Voting Myths

This illustration represents sending in voting ballots and voting in general. This was done for an article on voting myths for the 2020 election. 

Editor's Note: This story is a part of the 2020 Elections Issue. The Baro has put together this issue to inform the Oregon State University and greater Corvallis, Ore. communities about the 2020 Elections. This issue will dispel voting myths and include information on local elections, voting methods and tips, candidate profiles, and more.

Along with the rapidly approaching election comes many myths about voting, but while many of these myths have nuggets of truth to them, they’re not as true as most people think.

One of the most common voting myths is voter ID fraud. This occurs when someone creates a fake ID to vote, creates a fake ID to vote twice, or when they’re voting for someone else. There’s a lot of controversy surrounding this topic because of the U.S. government’s history in using voter IDs to suppress certain votes.

“The concept of proving you are a legal citizen of the state is a valid argument to make. We do want actual citizens voting. That makes sense,” Tony Modarelli, a political science student at Oregon State University said. “I understand though that there are those niche areas where people can’t afford it or there are certain circumstances in local towns, I can understand that. But I don’t think the solution is just to do away with voter ID altogether.”

While being a citizen of the United States is important to vote and voter ID fraud is a good issue to acknowledge, it’s less of a problem than it’s made out to be. Heritage Foundation, a conservative think tank based in Washington D.C., is the biggest promoter of this myth but, through studies, it has been proven to be relatively insignificant.

“They collect all data on any type of voting fraud cases so I think they have about 1,200 of over 500 million votes,” Christopher Stout, associate professor of political science at OSU said. There’s almost no probability that it would change any election, since actual prosecuted voter fraud is 0.0000001% of actual voting, so it’s extremely low.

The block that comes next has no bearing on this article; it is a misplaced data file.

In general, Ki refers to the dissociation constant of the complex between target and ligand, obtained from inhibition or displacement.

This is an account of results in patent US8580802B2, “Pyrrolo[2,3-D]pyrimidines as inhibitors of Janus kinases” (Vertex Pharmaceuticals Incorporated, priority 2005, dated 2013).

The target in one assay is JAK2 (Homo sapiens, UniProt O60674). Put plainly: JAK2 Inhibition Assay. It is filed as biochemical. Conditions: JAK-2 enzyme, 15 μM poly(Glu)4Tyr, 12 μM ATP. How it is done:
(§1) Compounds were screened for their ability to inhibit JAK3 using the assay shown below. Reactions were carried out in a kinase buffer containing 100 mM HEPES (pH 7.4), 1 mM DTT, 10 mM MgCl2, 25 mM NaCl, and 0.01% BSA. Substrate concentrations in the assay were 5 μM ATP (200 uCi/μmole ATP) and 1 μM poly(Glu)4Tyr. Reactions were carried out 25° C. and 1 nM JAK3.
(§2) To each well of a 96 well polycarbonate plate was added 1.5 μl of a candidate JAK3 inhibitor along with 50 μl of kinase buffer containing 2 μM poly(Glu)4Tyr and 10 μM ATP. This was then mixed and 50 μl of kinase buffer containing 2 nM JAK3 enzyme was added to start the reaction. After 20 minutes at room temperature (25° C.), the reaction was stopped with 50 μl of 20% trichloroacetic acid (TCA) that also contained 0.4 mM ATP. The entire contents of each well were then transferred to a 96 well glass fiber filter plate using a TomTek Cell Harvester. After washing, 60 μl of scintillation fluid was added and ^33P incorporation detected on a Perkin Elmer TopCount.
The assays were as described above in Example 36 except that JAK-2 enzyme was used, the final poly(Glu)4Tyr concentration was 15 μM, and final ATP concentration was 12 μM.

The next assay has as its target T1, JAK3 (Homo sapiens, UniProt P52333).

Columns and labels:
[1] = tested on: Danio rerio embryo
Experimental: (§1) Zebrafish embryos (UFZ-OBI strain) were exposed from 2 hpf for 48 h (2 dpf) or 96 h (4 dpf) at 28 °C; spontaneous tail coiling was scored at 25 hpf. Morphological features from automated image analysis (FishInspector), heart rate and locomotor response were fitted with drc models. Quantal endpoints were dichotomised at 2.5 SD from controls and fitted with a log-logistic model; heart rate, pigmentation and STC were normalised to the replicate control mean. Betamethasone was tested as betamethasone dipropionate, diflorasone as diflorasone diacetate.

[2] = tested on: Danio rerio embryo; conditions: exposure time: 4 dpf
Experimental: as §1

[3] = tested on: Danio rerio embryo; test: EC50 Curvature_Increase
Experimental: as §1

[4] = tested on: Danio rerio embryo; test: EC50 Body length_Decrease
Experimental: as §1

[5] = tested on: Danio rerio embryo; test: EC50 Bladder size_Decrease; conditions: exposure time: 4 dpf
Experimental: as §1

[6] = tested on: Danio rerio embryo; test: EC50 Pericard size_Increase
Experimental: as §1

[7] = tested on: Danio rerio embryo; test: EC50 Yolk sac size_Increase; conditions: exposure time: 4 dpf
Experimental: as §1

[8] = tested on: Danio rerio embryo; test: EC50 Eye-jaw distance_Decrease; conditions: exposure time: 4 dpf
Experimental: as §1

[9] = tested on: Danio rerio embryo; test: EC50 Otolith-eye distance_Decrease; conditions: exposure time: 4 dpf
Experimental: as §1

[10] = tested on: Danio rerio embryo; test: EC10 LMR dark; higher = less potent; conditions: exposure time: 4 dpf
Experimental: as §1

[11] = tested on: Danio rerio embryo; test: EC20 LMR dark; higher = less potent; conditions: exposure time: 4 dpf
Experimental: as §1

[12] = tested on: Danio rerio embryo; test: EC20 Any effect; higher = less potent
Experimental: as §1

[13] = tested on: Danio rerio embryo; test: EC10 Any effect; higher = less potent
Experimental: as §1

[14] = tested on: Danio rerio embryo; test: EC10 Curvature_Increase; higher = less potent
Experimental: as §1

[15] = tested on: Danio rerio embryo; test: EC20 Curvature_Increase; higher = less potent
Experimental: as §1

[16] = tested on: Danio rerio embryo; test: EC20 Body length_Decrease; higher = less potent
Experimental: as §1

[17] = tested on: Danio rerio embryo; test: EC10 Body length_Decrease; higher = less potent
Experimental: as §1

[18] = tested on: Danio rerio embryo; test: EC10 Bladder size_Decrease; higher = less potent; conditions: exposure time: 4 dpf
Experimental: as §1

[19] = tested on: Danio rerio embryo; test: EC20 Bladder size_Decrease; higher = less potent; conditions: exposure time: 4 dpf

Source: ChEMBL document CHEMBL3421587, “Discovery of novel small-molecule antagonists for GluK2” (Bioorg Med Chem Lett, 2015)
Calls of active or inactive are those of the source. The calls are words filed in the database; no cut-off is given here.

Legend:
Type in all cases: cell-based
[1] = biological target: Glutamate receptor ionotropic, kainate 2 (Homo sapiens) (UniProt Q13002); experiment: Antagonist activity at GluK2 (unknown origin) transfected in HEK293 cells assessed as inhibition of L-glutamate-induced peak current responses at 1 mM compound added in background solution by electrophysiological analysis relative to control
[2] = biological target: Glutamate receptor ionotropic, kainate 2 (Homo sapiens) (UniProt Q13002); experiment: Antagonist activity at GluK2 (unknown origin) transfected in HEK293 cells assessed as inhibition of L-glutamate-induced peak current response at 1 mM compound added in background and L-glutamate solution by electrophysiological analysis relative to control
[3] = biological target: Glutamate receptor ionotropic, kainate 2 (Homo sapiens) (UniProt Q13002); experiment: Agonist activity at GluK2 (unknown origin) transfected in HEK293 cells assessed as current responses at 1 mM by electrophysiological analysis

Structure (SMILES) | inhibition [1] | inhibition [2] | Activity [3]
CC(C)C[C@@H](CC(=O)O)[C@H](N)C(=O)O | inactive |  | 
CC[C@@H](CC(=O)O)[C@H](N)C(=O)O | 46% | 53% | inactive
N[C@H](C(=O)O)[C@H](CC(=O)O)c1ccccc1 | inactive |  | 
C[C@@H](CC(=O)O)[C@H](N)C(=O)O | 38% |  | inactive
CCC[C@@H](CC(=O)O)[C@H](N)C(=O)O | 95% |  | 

Another voting myth that’s perhaps not as common but still important is the idea that someone’s signature on their ballot needs to exactly match their signature on their driver’s license, or else the ballot will be thrown out. Since this method is used to ensure that the person filling out the ballot is the right person, this myth is more true than not.

“They have some sort of computer program that flags things that look off. It doesn’t have to look the exact same but if it’s 100% different or really different, then the computer program’s going to say ‘hey that doesn’t match what we have,’” Stout said. “Most states have it so that there’s actual humans who then look at it and they look at the two things to see if there’s a match and if the computer messed up or not. And if it looks like the two signatures are totally different, then they’ll toss it.”

However, if Oregon citizens are concerned about their ballot being counted, they can visit My Vote through the Secretary of State’s office to check the status of their ballot. And if their ballot was rejected, Stout said that a petition can be filed to reverse that decision.

Many voters additionally have the idea that their vote doesn’t matter, especially because of the electoral college. In its history, Oregon has almost always, as a state, voted Democrat in presidential elections. For this reason, Republicans may feel that their voice isn’t being heard, and Democrats living in majority Republican states may have the same problem. However, the presidential election isn’t the only election to vote in, nor is it even the most important one.

“Even in our district here in Corvallis, there’s a super competitive house race between Peter Defazio and Alex Skarlatos,” Stout said. “And a few votes can swing that election.”

While many people may not feel that their voices are being heard on a national level, the state and county elections are a way for individual citizens to feel that their votes actually matter.

“Even though they don’t get the same level of attention as presidential elections, state and local elections can have a significant impact on people’s lives,” David Bernell, associate professor in the school of public policy at OSU said via email.

In the end, it’s important that every citizen is voting in elections, even if they don’t feel as if their voice matters, because it’s not only a right and responsibility but also the best way to enact change in the country.

“I think every vote counts,” Bernell said. “Voting is a responsibility that citizens should take seriously and embrace. People all over the world fight and die for the right to vote. Taking that right for granted is a mistake. In addition, decisions are made by people who ‘show up.’ So if you don’t vote, somebody else will make decisions for you, and you might not like what they decide.”

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